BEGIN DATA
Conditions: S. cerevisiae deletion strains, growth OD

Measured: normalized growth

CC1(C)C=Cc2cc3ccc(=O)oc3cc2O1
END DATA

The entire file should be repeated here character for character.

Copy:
Conditions: S. cerevisiae deletion strains, growth OD

Measured: normalized growth

CC1(C)C=Cc2cc3ccc(=O)oc3cc2O1